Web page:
Europe and Asia, do they have anything in common?

FRIDAY, 29 OCTOBER 2010 16:42

By Shahfizal Musa
Pix by Saliman Leman

BANGI, 29 Oct 2010  –  The Europeon Union (EU)  does not discriminate entry of asylum seekers solely on the basis of their race or religions, the Belgian Ambassador to Malaysia, Dr Frank Van De Craen said.

In a talk on ‘The Belgian Presidency of the Europeon Union: Implications for EU –Asia Relations’ at UKM’s Institute of Occidental Studies’ third Round Table series here yesterday, Dr Van De Craen did, however, admit that things had indeed changed for security reasons after September 11, 2001.

“The EU is certainly more wary to accept immigrants from certain regions, and tighter screenings were done after Sept 11. But the EU does not deny the right to asylum and migration just because of a person’s race or religion,” he said.

Since then Europe had experienced a rise in Xenophobia, especially in France and Germany resulting in the French government’s proposal to ban the use of the hijab in schools initated in 2004.

There was also the campaign to ban minarets at mosques in Switzerland. Though Switzerland is not an EU member it is nonetheless part of the geographic region.

The ambassador claimed that these views were not mainstream but are extremist views which clearly infringe upon the freedom of choice and religion.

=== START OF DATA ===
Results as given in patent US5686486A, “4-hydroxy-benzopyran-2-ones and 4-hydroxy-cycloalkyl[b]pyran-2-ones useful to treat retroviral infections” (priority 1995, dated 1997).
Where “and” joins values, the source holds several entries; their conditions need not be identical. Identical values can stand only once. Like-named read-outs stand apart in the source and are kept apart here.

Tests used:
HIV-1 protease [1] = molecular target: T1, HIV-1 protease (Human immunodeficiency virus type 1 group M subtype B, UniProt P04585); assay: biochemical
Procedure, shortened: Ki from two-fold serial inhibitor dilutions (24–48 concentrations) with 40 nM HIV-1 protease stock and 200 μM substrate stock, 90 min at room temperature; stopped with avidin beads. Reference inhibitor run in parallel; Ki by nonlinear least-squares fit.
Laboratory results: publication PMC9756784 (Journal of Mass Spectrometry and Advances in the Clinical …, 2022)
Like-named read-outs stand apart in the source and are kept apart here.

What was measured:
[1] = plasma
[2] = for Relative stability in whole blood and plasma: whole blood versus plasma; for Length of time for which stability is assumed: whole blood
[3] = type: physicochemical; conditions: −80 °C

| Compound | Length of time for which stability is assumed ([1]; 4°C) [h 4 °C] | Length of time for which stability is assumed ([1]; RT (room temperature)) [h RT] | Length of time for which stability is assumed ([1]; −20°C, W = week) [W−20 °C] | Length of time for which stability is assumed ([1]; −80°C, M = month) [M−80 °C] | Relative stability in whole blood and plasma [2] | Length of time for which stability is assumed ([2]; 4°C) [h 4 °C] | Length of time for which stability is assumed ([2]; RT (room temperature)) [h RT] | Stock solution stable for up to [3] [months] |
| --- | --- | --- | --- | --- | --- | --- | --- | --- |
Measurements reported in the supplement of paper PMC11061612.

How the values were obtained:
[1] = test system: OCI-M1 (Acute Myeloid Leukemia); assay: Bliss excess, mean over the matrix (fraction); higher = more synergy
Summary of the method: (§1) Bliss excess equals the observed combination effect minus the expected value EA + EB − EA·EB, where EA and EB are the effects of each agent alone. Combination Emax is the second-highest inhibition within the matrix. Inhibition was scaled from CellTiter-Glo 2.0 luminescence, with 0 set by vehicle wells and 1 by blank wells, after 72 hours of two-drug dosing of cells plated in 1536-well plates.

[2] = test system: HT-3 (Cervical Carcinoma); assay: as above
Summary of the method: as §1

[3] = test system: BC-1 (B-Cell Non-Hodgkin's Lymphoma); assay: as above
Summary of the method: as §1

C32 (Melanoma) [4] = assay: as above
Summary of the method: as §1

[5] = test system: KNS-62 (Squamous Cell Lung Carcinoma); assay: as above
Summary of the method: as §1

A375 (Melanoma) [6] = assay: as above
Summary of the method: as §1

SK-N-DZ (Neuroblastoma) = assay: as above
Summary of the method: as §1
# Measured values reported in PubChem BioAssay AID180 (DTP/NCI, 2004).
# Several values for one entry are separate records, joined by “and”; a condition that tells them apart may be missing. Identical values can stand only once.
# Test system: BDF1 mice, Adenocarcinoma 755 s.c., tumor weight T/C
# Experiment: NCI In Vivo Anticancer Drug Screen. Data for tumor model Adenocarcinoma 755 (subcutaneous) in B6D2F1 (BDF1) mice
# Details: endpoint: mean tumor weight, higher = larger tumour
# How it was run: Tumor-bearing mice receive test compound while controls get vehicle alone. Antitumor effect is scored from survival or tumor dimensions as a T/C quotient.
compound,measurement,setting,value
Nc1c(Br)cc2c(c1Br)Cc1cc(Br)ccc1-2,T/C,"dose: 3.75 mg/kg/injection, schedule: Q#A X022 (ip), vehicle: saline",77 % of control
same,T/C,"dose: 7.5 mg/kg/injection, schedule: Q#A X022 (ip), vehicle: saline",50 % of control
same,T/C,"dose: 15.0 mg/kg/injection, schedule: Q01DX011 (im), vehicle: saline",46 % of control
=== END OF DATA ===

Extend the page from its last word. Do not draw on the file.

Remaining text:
The immigrants are by and large different and they find it difficult to integrate into the EU societies. So populist politicians jump on the issue and try to present it as black and white issue but they are not the mainstream, he said.

Responding the questions on whether Europe has failed as a multicultural society he said: “I am afraid the answer is yes. Twenty years ago we never anticipate that we would have a large influx of the unskilled immigrant labours. ”

So the EU sees the only way to tackle the problem of such large influx is by tightening its labour laws.

He also said that Asia and Europe share some common grounds for example in economic and financial relations by rejecting trade or currency wars while upholding socially responsible markets.

Both regions also advocate for improvements in the quality of life of their peoples.

“Without imposing our views on social security policy, democracy or justice in Asia, we want to share with our Asian neighbours the experiences we went through since the 18th century from the very positive to the very negative,” said Mr. Van De Craen.

They also have a common concern on the global warming phenomena. This, he said, was also a new challenge for Europe and “we have no lessons to advice you. But we are all in the same boat and we expect a strong and honest commitment from Asia (on the issue), he said.